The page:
This post is a continuation from my previous post on Row-level Security (RLS). Despite the abundant amount of blogs and articles on RLS, Column-Level Security seems to be less popular and rarely mentioned. In this article, I will provide step-by-step instruction on how to implement Column-Level Security in Tableau

Required Knowledge: Basic knowledge of Tableau Server and Tableau
Difficulty: Easy

Row-Level Security vs Column-Level Security

Row-Level Security restricts data access at the row level, whereas Column-Level Security restricts access at the column level. For example, only salesmen in New York city can see sales of this city is an example of RLS because New York is a value (row) in the City Dimension. On the other hand, only members of the Marketing Team can see discount value. This would be an example of Column-Level Security as Discount is a measure (column).

How to implement Column-Level Security

There are 4 steps to implement CLS:

  1. Decide who gets to see which measure
  2. Create a Calculated Field using User Function
  3. Use the Calculated Field in the Dashboard
  4. (Optional) Filtering & Formatting

Step 1: Decide who gets to see which measure

Similar to RLS, first we need to decide who gets to see which measure. In this exercise, I will use the sample superstore sales dataset. Only the Marketing – Analyst Team and the Management Team can see both Discount value and sales value, whereas the sales teams can only see the sales figure. For this exercise, I created 3 extra user groups on Tableau Server, MKT – Analyst, Management, and Sales – All.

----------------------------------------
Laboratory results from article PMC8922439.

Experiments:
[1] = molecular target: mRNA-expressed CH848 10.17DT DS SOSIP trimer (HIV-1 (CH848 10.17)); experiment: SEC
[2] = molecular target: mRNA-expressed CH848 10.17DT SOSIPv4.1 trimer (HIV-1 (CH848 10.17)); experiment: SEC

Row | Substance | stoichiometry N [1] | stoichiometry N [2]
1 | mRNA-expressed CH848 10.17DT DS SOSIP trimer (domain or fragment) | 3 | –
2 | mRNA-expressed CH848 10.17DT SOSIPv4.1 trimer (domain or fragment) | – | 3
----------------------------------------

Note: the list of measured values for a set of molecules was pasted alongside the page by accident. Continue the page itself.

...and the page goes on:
Step 2: Create a Calculated Field using User Function for measures

Next, we need to create a calculated field for Discount and call it “Discount CLS” to restrict access to members of MKT – Analyst and Management only.

IF ISMEMBEROF(“MKT – Analyst”) OR ISMEMBEROF(“Management”) THEN [Discount]
You can create a calculated field for Sales measure as well if you also want to restrict the access for this measure too.

Step 3: Use the Calculated Field in the view

The third step is to use this calculated field “Discount CLS” to create something. I created the following view.

Using impersonation, I can see that the calculation works because I cannot see Discount when I impersonate as someone in the Sales Team

Step 4: (Optional) Filtering & Formatting

What if you don’t even want the Sales Team to see the column heading Discount? The trick is to filter out the sub-categories where the SUM(Discount CLS) is null. However, you will need to create 2 separate worksheets, one for sales and one for discount, otherwise, you would filter out everything.

Now, we will have a blank worksheet for discount if the users are not in MKT – Analyst or Management.

The last step is to put both on a dashboard, in a horizontal container. Make sure that ‘Fixed Width’ Option is unticked for both worksheet. This will allow the Sales worksheet to expand when the Discount worksheet is empty and contract when there are values in the discount worksheet. The result looks like this: (left: view for Management, right: view for Sales)

If you decide to hide the header for Discount worksheet, make sure to turn off sort control.

If you’re a perfectionist like me, you can also create a calculation for the dashboard title to make it dynamic (Show “Sales” for Sales team and show “Sales & Discount” for Management & Marketing Analyst).

IF ISMEMBEROF(“Marketing – Analyst”) OR ISMEMBEROF(“Management”) THEN “Sales & Discount”

Final Remarks

If you read my previous post on Row-Level Security, you will notice that this method of implementing CLS doesn’t filter at the data source level. Essential, the columns are still there in the underlying data, we just hide it from views on the dashboard. This means that if the users have access to the data source, they will be able to see the measures we hid from the views.



The Data School
Author: The Data School